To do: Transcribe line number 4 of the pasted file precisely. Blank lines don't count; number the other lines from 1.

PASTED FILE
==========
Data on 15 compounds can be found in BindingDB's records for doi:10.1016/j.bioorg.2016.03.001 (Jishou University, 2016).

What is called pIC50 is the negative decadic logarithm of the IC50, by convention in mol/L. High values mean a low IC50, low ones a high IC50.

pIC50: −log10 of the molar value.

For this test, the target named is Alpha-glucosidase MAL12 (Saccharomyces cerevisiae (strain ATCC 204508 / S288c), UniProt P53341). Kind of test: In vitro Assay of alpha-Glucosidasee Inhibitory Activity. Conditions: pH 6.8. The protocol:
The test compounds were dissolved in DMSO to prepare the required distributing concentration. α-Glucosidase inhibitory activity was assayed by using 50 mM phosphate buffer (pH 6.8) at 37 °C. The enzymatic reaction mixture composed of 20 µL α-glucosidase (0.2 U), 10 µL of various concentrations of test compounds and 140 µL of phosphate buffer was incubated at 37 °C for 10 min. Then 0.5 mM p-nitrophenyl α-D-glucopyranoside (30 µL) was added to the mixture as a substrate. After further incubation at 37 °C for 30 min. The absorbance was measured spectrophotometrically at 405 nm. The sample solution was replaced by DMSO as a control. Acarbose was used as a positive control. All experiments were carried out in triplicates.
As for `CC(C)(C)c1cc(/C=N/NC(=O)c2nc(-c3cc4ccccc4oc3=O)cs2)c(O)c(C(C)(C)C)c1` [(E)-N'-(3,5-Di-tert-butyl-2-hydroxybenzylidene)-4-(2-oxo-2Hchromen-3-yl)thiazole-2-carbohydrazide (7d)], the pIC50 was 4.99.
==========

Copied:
For this test, the target named is Alpha-glucosidase MAL12 (Saccharomyces cerevisiae (strain ATCC 204508 / S288c), UniProt P53341). Kind of test: In vitro Assay of alpha-Glucosidasee Inhibitory Activity. Conditions: pH 6.8. The protocol: